During the past 10 years, politicians and professionals have often disagreed sharply about the teaching of English. The most striking example took place in 1991 when Tim Eggar, then the Minister of State for Education, suppressed the Language in the National Curriculum (LINC) materials designed by Professor Ronald Carter and his team. The materials were intended to help teachers to understand the model of language recommended in the Kingman Report of 1988, on which the 1989 English curriculum recommendations were based.
The irony of these disagreements is that the politicians rely on the professionals to implement their policies. Kenneth Baker, then Education Secretary, appointed National Curriculum Working Groups whose proposals often turned out to be anathema to Mrs Thatcher. The problems continue today as the profession tries to prevent politicians from imposing methods of assessment which damage children's education.
In Where We've Been, a collection of essays from The English and Media Magazine, Alastair West writes most intelligently and forcefully about LINC and the confusions created by this clash of views. We are witnessing, he says, a struggle between those with knowledge but no power and those with power but no knowledge.
He quotes the Russian proverb that you do not set a goat to guard the cabbage patch. But when it comes to the practical implementation of the government's ideas there are only goats available to do the job: "The dilemma for the government is real: on the one hand, plenty of simplistic ideas about language education which they wish to see imposed, on the other, a dearth of people who could make them work."
The obvious way forward might be to create a powerful General Teaching Council whose professional advice could not easily be set aside by government. But is this solution really so simple? Are the professionals always right? Even today is there a consensus about how to teach reading or grammar or literature?
The English Magazine (now The English and Media Magazine) was started in 1979. This selection includes essays from the opening issue to the mid-1990s. It covers the great controversies of the period, with lively sections on the English curriculum, reading, media and new technologies, and language issues.
By and large the essays are written from a left-wing and progressive point of view, though such definitions shift and change as years go by. I am repeatedly criticised in them, though it has recently been suggested in The Guardian that my ideas are more left-wing and progressive than those of New Labour. The essays include many descriptions of good classroom practice, and the collection is valuable for these in their own right. But interspersed are many contentious arguments about the purpose of English studies. In the opening article by Mike Raleigh and Michael Simons we are given a brief history of English teaching from 1920 to 1970.
The authors believe that the ideas of F R Leavis and the Scrutiny group were severely limited, and they later include illuminating interviews with Raymond Williams and Stuart Hall.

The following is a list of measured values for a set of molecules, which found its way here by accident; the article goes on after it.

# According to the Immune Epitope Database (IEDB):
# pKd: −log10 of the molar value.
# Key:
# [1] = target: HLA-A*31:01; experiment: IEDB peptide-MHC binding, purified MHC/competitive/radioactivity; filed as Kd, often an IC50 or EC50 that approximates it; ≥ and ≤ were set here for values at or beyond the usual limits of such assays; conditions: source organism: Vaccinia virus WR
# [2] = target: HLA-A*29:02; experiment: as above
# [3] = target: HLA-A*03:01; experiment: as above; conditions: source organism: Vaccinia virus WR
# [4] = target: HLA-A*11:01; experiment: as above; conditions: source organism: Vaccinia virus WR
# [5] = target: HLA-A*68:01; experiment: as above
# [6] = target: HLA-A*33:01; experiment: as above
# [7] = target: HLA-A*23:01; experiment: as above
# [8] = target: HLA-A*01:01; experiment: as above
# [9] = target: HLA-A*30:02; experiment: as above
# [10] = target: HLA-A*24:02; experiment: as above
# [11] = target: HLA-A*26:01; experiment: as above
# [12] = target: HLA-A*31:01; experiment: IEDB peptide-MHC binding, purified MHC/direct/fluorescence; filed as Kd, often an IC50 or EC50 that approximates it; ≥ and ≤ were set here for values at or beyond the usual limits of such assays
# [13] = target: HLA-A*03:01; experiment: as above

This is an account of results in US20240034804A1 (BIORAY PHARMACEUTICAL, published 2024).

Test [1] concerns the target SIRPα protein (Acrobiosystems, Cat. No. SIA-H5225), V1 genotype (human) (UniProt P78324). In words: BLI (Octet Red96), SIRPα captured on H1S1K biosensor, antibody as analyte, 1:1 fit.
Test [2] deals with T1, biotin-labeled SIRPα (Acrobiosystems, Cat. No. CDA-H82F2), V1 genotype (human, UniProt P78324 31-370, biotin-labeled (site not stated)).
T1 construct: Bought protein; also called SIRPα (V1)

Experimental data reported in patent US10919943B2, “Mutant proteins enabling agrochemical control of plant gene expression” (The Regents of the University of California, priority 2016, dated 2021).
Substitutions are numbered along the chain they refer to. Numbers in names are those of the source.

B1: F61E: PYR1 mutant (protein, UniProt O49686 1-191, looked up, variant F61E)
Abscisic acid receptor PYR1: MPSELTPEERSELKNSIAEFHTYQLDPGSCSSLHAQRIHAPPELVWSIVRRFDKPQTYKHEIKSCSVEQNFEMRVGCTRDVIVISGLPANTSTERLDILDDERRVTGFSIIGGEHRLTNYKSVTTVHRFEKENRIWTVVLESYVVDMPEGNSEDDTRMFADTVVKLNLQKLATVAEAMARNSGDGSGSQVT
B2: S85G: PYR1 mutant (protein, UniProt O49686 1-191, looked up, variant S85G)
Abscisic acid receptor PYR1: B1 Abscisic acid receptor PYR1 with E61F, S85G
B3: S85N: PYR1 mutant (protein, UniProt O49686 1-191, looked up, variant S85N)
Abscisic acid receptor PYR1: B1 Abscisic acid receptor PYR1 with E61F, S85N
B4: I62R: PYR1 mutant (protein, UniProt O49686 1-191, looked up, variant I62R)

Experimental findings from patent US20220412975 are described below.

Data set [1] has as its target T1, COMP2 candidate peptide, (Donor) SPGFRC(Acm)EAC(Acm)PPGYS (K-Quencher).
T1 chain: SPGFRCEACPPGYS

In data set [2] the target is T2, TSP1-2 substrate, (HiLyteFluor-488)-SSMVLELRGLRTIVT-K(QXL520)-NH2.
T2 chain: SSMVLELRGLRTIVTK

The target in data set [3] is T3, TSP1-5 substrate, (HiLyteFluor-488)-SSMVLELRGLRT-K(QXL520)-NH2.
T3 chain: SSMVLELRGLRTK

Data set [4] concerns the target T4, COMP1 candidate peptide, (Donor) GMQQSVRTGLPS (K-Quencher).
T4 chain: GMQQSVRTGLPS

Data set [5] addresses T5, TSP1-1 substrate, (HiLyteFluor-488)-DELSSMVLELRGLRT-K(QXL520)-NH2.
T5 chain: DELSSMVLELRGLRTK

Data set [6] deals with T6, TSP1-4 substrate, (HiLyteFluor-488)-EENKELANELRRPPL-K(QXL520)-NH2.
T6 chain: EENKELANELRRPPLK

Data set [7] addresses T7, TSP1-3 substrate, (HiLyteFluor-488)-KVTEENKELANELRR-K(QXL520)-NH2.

These two are said to have been critical of the Leavisite view of literature and culture because its interest was focused on the "middle-class grammar school curriculum and because the attitudes and practices it fostered were meaningless to working-class children". This pronouncement seems to me contemptuous towards the working classes.
Two of the most interesting essays in this collection are Ken Jones's "Revolution and Restoration: A Critique of English in the National Curriculum" and Jane Coles's "Will it End in Tiers? Shakespeare in the National Curriculum".
Both are strongly critical of my writings. Ken Jones argues that the Cox curriculum "does not in any serious sense establish a coherent cultural perspective, still less adopt a dissident political role". The Cox curriculum is "conservative", because it says that children are entitled, via Standard English and knowledge of the lit-erary tradition, to access to a national culture.
Jane Coles insists that "the teaching of Shakespeare is a political matter". Shakespeare is part of an ideological struggle "partly determined by whether teachers regard the plays as timeless ('universal') presentations of the world based on individual subjectivity, or as historical constructions increasingly laden with specific cultural and class values".
I do not see these views as mutually exclusive. I am happy with Jane Coles's argument that teachers need to be explicit in the classroom about Shakespeare's cultural status, about the danger of bardolatry, but both she and Jones do not make clear how they assess the quality of a work of art. Are they saying unequivocally that greatness is culturally determined?
If so, there is no reconciliation, no consensus possible, between their views and mine. I argue, as Leavis did, that some artists are greater than others, and that Shakespeare's pre-eminence, his insight into character and his use of language, transcend cultural boundaries ("I wasted time, and now doth time waste me," or, more obviously, "To be or not to be".) And so would a General Teaching Council resolve these disagreements? I believe that there are many areas, such as how to teach reading, where professional views based on research could approach consensus.
But, and I speak as an unrepentant liberal, it is vital that we acknowledge that teachers hold different political views and these inevitably influence their teaching of literature and the new media. We need a simple fixed framework (the importance of Standard English, of high standards in the practice of writing and so forth) in which such freedoms can thrive. This is what the Cox curriculum tried to achieve.
Brian Cox chaired the National Curriculum English Working Group that reported in 1989. He has just edited African Writers, published by Scribner's